FRANKFURT, July 31 (Reuters) - HypoVereinsbank, the German arm of Italy’s UniCredit, said on Thursday that an internal probe concluded that the bank had conducted “cum-ex” transactions, also known as dividend stripping, that had helped clients avoid taxes.
The bank said it sought more information from former management board members and that it had the right to assert claims against certain individuals. No current management board member was affected, the bank said in a statement.
“The results of the investigation suggest misconduct of individuals in the past,” the bank said.
“The supervisory board will now request from certain former management board members a response on the respective findings of the investigations,” the bank said, adding that it had informed tax and regulatory authorities.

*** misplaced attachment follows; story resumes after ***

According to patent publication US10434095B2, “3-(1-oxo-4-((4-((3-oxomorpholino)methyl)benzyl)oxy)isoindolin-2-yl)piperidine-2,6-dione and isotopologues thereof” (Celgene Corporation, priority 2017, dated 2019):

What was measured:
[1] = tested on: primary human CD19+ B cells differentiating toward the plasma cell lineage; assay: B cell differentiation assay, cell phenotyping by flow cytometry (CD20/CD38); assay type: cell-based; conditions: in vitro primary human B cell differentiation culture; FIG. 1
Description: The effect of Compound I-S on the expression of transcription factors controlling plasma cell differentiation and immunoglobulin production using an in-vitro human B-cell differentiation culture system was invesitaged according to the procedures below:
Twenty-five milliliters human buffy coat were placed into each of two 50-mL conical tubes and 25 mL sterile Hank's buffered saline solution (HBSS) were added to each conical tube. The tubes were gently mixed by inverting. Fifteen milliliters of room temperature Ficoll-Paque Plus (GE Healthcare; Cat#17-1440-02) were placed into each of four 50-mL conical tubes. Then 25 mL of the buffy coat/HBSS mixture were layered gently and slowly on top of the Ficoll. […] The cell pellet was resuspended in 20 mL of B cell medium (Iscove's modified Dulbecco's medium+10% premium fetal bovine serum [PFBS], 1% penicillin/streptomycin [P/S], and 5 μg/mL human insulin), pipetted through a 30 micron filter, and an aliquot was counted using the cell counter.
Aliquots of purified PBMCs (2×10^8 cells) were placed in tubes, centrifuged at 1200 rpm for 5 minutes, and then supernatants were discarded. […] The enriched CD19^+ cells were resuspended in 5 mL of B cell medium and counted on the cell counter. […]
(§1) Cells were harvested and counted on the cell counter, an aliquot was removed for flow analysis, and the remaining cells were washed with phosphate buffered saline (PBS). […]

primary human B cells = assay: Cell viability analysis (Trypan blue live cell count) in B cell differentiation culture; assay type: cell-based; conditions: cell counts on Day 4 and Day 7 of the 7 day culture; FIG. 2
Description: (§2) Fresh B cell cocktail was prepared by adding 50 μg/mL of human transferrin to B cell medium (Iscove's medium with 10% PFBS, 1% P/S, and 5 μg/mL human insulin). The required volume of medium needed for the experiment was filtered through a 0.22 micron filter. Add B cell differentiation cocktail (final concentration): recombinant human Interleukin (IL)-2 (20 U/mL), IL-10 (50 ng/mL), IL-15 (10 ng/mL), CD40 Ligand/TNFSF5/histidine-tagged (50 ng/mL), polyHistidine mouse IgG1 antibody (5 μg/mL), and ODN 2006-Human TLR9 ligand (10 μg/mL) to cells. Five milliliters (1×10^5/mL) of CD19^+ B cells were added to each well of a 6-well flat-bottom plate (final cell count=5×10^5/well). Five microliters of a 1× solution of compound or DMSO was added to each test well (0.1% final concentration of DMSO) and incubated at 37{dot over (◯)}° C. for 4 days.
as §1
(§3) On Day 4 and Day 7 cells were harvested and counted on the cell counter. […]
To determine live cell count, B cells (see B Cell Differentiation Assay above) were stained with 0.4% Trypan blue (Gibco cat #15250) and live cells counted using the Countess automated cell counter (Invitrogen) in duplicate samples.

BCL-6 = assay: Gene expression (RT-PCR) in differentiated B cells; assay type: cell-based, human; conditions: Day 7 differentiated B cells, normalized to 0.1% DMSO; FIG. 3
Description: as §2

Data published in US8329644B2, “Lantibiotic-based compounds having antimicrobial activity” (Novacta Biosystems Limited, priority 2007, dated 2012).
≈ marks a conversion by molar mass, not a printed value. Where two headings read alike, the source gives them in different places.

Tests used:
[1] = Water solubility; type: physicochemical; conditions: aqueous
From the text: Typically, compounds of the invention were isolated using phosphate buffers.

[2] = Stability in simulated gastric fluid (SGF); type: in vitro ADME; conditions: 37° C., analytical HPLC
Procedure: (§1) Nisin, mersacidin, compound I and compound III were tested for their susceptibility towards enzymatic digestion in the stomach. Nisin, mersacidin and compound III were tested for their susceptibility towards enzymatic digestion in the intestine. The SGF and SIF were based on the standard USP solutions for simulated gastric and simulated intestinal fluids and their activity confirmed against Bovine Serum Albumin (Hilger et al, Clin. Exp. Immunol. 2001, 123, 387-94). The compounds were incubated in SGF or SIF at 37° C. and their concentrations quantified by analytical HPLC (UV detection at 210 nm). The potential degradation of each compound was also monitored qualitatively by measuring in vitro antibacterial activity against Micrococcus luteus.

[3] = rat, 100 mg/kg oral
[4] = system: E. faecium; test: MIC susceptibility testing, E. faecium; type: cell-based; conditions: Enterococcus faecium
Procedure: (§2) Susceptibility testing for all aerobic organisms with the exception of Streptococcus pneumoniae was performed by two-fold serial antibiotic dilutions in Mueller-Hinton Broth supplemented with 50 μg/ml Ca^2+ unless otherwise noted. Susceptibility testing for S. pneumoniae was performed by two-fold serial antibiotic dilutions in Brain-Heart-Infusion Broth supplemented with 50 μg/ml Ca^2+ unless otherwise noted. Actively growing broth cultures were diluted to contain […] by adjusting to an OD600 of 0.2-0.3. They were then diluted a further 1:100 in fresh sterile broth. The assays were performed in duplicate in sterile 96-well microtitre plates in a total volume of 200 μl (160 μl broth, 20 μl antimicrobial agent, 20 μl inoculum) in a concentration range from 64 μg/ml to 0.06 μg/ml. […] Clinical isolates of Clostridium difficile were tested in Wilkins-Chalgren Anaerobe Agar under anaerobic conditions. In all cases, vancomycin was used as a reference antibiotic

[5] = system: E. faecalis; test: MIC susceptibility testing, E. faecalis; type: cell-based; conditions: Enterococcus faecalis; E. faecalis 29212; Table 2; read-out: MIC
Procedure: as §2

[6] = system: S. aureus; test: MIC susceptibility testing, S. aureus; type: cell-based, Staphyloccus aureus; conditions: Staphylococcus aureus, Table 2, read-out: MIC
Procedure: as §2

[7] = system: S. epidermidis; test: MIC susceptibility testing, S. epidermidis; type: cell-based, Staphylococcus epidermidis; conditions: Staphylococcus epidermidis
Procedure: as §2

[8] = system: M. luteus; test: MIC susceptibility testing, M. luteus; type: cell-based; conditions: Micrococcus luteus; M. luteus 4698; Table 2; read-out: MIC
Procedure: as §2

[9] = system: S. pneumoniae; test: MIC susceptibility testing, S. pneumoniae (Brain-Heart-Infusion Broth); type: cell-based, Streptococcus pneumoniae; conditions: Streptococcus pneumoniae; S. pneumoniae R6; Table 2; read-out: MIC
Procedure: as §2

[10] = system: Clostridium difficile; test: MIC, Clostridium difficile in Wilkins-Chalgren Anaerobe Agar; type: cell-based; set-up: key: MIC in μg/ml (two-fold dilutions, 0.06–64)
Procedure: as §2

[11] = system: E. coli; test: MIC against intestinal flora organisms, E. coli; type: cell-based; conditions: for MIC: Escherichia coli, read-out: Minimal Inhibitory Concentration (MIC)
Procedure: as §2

A spokeswoman declined to elaborate.
The transactions took place between 2005 and 2008, the bank said. None of the tax rebate strategies, which helped clients avoid paying taxes on dividends, have been conducted since 2009, the bank said.
A loophole in the law that enabled the strategy was closed in 2012 and lawyers are divided over whether the previous practice was actually illegal or just objectionable.
HVB has set aside around 200 million euros in recent years in provisions to cover possible liabilities stemming from possible liabilities. No further provisions beyond that amount are expected, said a person familiar with the matter.
Other German banks have also been caught up in dividend stripping probes, with public sector lender HSH Nordbank saying last year it had set aside 127 million euros to cover possible tax liabilities. (Reporting by Thomas Atkins; Editing by Susan Fenton)